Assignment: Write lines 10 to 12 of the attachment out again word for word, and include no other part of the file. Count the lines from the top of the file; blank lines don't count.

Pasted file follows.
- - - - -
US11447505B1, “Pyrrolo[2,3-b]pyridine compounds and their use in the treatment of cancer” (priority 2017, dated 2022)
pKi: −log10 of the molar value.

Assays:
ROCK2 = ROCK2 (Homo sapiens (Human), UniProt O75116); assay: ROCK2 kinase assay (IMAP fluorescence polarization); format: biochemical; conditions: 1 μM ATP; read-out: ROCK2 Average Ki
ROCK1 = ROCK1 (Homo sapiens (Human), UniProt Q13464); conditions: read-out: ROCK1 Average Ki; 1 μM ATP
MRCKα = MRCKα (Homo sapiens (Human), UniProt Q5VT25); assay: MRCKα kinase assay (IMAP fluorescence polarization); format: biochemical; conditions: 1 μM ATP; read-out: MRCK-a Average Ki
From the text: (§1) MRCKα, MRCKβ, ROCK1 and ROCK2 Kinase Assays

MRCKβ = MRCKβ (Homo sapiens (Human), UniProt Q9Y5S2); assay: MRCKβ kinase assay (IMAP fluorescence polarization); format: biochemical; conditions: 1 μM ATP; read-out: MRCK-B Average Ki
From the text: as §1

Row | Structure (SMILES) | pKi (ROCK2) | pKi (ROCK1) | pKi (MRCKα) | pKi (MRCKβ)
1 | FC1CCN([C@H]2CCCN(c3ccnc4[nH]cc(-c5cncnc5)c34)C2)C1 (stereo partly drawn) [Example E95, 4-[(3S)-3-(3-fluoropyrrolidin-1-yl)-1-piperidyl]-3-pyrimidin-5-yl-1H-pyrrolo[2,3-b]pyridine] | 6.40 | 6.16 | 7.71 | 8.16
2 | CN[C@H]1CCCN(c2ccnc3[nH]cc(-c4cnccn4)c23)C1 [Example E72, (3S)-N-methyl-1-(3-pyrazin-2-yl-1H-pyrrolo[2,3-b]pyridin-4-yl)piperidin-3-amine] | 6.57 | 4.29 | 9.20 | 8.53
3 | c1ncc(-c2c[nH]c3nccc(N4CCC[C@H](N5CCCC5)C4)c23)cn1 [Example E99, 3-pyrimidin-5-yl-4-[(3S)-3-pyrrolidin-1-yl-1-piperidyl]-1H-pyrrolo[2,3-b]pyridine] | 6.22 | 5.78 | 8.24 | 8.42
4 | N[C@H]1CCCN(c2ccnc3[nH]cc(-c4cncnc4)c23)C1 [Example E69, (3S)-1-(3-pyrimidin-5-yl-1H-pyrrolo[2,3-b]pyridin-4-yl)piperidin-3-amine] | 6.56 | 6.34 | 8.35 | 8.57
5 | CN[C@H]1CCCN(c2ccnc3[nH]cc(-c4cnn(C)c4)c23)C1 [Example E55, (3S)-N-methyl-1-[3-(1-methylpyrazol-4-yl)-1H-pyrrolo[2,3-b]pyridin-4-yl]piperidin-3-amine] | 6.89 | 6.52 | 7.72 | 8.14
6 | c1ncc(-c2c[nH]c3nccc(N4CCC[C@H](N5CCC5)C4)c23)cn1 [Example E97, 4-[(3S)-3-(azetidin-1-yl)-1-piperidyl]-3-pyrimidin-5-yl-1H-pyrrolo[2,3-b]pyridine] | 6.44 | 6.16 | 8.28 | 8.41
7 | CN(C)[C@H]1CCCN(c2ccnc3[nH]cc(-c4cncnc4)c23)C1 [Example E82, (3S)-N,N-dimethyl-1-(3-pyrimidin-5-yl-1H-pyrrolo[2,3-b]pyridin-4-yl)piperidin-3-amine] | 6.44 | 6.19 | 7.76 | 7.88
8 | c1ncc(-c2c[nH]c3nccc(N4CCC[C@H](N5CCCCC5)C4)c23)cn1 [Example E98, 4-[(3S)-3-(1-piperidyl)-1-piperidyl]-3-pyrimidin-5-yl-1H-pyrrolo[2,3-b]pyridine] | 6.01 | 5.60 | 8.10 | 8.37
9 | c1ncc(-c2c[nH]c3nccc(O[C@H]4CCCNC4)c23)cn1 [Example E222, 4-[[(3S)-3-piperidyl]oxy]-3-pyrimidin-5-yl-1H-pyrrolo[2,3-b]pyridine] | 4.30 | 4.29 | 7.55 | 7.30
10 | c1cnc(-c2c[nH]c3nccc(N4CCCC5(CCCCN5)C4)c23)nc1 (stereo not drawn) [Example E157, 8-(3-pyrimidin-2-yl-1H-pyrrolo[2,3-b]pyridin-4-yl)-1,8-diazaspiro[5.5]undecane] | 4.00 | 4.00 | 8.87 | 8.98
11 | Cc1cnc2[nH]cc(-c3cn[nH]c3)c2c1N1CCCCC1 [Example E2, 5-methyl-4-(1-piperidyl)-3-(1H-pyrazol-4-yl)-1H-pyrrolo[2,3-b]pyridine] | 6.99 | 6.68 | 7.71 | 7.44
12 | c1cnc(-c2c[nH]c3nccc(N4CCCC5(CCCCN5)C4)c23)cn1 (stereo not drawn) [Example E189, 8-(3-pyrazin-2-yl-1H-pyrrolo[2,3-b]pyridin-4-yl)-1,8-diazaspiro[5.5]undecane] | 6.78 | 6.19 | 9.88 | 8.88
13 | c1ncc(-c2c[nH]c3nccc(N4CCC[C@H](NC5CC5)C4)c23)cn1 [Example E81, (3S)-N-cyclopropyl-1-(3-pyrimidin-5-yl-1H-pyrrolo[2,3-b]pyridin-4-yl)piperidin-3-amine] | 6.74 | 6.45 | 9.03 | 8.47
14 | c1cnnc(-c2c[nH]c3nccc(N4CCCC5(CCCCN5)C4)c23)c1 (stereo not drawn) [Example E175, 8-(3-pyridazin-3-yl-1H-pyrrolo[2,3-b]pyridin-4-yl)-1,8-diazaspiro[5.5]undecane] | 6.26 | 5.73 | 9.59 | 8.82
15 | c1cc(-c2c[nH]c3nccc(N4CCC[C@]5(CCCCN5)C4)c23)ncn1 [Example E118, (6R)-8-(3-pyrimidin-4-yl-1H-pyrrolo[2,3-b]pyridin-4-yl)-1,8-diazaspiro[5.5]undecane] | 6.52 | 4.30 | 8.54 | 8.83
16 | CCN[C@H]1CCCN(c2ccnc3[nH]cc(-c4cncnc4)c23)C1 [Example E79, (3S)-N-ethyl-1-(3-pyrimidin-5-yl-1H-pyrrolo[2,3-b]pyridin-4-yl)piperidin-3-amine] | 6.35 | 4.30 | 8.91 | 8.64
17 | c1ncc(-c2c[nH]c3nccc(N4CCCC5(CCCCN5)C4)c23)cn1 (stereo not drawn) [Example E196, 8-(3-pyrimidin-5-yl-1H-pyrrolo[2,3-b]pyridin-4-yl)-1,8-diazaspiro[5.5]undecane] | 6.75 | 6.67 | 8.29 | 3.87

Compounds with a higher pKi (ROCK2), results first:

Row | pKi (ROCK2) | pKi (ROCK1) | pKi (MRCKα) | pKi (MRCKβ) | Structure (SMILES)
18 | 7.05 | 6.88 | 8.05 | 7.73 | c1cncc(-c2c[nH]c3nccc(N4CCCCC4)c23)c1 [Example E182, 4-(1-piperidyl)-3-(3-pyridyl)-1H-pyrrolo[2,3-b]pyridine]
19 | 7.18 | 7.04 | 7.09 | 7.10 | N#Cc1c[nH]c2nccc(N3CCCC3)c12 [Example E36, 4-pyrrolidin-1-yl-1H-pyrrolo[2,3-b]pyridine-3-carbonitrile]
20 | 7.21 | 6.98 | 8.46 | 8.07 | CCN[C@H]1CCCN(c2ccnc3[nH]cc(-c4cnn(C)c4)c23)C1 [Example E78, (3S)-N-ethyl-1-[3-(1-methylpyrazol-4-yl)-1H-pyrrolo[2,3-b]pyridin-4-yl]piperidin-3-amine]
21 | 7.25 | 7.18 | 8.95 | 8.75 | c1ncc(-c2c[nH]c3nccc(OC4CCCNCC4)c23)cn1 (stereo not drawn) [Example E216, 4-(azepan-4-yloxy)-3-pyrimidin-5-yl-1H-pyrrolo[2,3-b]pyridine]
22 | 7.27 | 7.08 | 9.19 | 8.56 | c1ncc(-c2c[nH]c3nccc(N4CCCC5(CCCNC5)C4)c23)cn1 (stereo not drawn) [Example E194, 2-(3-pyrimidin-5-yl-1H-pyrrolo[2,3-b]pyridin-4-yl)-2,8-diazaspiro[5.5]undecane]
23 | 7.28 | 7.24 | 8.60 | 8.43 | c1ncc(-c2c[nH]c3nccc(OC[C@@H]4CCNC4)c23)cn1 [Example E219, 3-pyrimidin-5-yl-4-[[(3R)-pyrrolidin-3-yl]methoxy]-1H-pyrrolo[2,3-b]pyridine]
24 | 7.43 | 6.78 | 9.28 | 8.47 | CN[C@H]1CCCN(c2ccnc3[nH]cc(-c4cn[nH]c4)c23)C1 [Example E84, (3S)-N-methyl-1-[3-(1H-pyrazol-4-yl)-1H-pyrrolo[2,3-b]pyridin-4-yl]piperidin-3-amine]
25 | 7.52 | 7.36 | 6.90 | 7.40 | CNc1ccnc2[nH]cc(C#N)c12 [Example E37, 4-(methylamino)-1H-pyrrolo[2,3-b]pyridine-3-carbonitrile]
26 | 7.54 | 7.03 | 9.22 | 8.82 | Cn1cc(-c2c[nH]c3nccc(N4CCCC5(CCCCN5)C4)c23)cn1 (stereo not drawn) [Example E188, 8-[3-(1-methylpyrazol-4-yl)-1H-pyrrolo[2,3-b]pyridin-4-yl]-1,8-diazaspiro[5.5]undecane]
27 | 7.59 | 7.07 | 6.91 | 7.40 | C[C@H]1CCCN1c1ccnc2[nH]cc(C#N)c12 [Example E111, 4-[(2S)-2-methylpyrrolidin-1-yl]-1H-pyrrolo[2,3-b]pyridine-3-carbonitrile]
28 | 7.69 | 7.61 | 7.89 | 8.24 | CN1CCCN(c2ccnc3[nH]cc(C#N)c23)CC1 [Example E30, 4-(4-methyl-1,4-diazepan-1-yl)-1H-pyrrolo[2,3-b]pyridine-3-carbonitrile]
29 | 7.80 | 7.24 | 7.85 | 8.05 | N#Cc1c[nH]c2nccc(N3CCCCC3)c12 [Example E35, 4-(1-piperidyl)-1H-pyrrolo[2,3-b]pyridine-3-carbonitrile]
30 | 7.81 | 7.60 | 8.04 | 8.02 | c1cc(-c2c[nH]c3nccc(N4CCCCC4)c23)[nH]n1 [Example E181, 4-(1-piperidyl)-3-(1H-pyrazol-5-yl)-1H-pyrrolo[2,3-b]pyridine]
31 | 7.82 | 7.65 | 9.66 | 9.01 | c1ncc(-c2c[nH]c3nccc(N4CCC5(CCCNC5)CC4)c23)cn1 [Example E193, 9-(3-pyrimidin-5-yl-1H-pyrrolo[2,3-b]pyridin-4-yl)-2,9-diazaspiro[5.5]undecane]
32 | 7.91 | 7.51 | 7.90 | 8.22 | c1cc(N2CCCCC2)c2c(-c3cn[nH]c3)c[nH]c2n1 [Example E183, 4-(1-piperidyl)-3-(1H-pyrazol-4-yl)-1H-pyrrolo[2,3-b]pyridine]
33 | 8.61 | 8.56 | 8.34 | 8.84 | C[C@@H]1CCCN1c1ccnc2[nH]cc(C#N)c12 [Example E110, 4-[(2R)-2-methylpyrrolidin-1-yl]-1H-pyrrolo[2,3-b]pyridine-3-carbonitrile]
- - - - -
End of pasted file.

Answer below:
Row | Structure (SMILES) | pKi (ROCK2) | pKi (ROCK1) | pKi (MRCKα) | pKi (MRCKβ)
1 | FC1CCN([C@H]2CCCN(c3ccnc4[nH]cc(-c5cncnc5)c34)C2)C1 (stereo partly drawn) [Example E95, 4-[(3S)-3-(3-fluoropyrrolidin-1-yl)-1-piperidyl]-3-pyrimidin-5-yl-1H-pyrrolo[2,3-b]pyridine] | 6.40 | 6.16 | 7.71 | 8.16
2 | CN[C@H]1CCCN(c2ccnc3[nH]cc(-c4cnccn4)c23)C1 [Example E72, (3S)-N-methyl-1-(3-pyrazin-2-yl-1H-pyrrolo[2,3-b]pyridin-4-yl)piperidin-3-amine] | 6.57 | 4.29 | 9.20 | 8.53